What happens when concussion occurs?

In episode 17 of HCA UK’s ‘Health Fact vs Fiction,’ host Anna Richardson talks about the effects of concussion with Dr Richard Sylvester, consultant neurologist at the Institute of Sport Exercise & Health, part of HCA Healthcare UK, and former England rugby player, Kyran Bracken.

Special guest Kyran Bracken

For all its benefits, both socially and from a fitness-inducing perspective, there’s no denying the increased dangers of injury when participating in contact sports. This is certainly true of concussions, which as Kyran knows all too well are particularly common in sports such as rugby – where players’ heads coming together in the scrum are part and parcel of the game.

As Richard tells Anna, contrary to popular belief one doesn’t have to be “knocked out” out to be concussed. Indeed, if you do ever find yourself with someone experiencing dizziness or blurred vision after a bang on the head – it’s definitely wise to get them to a doctor sooner rather than later.

Things we learn in this concussion episode

We’re all likely to have bumped our heads at some point in our lives. Some of us will have experienced whiplash - and if you play a contact sport, your chances of experiencing concussion increase significantly. But do we really understand what’s happening inside our brains when a concussion occurs? Dr Richard Sylvester, consultant neurologist at the Institute of Sport Exercise & Health, part of HCA Healthcare UK, joins Anna, along with former England rugby player, Kyran Bracken. 

Concussion Fact

You don’t have to be knocked out to be concussed. In fact, Richard explains that around 90% of concussions are in people who haven’t lost consciousness. To spot a concussion you should be looking out for symptoms like dizziness, blurred vision, drowsiness or even being over emotional.

Cause of concussion Fiction

Concussions are only caused by a direct blow to the head. A concussion is actually caused by your brain moving rapidly in your skull so, as Richard tells us, a whiplash injury or even a hit to the chest can shake the brain and cause a concussion.

Recovery from concussion Fact

Recovering from a concussion takes time. 90% of people will feel completely normal after six weeks, whereas 10% of people will still feel the effects. Richard says that concussions can disrupt the brain’s balance system which requires specialist physiotherapy and rehabilitation.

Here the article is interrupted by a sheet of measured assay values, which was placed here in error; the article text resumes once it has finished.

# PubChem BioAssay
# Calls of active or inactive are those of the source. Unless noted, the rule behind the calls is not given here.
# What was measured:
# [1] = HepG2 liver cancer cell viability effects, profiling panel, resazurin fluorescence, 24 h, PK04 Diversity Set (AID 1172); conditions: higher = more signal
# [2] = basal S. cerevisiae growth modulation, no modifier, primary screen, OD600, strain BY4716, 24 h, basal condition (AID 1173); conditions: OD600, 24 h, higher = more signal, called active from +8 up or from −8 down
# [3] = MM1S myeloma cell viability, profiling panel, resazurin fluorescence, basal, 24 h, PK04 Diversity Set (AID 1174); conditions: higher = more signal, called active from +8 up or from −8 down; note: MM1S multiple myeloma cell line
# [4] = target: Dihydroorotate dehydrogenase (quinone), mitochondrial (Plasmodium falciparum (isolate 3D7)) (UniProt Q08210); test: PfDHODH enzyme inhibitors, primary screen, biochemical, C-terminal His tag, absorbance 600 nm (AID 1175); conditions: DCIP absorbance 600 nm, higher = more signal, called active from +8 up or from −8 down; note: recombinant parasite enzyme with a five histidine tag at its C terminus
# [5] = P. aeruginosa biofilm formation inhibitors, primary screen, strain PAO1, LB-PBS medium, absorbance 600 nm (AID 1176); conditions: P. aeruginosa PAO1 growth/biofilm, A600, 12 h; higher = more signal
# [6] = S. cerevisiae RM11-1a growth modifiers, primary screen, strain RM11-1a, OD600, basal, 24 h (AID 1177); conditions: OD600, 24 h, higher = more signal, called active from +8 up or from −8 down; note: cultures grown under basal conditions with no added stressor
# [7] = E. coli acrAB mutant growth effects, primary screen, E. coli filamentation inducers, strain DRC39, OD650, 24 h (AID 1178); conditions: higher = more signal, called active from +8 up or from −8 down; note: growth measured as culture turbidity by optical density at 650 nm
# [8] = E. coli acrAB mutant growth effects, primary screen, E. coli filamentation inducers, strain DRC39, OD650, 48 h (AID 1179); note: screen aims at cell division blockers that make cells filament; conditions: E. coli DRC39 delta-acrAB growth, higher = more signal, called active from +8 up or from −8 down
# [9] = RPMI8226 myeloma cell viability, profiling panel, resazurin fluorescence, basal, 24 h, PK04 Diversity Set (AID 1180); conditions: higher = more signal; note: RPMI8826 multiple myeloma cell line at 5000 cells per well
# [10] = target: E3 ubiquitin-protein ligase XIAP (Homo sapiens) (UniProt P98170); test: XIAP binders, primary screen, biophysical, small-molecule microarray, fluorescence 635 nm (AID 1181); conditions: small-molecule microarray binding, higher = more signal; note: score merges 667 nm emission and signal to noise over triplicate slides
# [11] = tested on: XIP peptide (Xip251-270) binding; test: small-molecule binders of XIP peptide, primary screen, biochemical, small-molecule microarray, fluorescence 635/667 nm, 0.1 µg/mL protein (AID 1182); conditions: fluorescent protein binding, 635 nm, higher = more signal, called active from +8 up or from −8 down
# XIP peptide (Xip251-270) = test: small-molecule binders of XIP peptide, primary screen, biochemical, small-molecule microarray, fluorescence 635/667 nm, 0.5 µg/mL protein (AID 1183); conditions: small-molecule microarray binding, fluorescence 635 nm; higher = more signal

Concussion symptom Fact 

A concussion and a bleed in the brain can appear the same in their symptoms. In rugby or other contact sports, if a player suffers a head injury then its important they come off the pitch immediately and are checked over. Kyran Bracken tells Anna about his experience of concussion as a player, and now as a coach of teenagers.

What to do next...

Dr Richard Sylvester

Dr Richard Sylvester is a Consultant Neurologist at HCA Healthcare UK’s Institute of Sport, Exercise and Health (ISEH) where he provides the neurology assessment and input for the concussion clinics.  Richard is also based at the National Hospital of Neurology and Neurosurgery and Homerton University Hospital.
Richard qualified from Oxford University and then went on to receive a doctorate in Cognitive Neuroscience from UCL.  His clinical interests include neurorehabilitation after traumatic brain injury and young onset cognitive disorders.  Richard also specialises in managing the acute and long-term effects of sports related concussion.

Richard is a member of the Association of British Neurologists traumatic brain injury advisory group and a founder and executive member of the UCL Partners Centre for Neurorehabilitation. Additionally, Richard is on the English Football Association’s expert concussion advisory panel and has been an independent concussion expert at the 2016 Rugby World Cup.


Kyran Bracken

Kyran Bracken MBE is a world-cup winning former rugby union player who played at scrumhalf for Saracens, Bristol and Waterloo.  Prior to this, Kyran studied Law at the University of Bristol and subsequently went on to qualify as a solicitor.  

Kyran made his England debut in November 1993 against the All Blacks and the went on to play in multiple Rugby World Cup matches. Throughout Kyran’s career, he won a total of 51 England caps and captained the team on three occasions.  Like many rugby players, Kyran has previously suffered with concussion multiple times, and at one stage was advised to retire as a result of it.  He retired from rugby in 2004.

Kyran is an Honorary President of the rugby charity, Wooden Spoon, which aims to improve the lives of disadvantaged and disabled children in Britain and Ireland through playing rugby.  He is also an Ambassador of the Royal National Children's Foundation (formerly the Joint Educational trust) which helps support vulnerable, disadvantaged young people at state and independent boarding schools throughout the UK.

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